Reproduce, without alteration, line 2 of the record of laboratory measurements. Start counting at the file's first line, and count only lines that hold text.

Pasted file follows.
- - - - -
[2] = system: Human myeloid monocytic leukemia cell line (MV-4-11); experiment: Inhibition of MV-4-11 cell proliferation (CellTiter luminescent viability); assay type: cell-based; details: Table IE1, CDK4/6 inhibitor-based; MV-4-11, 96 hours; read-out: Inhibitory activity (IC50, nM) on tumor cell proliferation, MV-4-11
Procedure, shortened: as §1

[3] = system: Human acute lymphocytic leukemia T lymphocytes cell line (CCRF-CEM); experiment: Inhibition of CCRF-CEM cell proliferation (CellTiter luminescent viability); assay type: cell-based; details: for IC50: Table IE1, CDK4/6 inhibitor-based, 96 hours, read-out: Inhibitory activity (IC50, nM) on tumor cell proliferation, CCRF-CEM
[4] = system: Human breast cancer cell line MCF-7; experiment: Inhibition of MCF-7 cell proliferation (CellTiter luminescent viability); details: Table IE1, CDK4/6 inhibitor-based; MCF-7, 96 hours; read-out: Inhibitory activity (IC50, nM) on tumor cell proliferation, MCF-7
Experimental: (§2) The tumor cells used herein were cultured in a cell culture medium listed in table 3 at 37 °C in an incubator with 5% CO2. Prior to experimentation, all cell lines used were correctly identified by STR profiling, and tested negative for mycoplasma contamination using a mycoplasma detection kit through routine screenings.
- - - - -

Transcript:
Procedure, shortened: as §1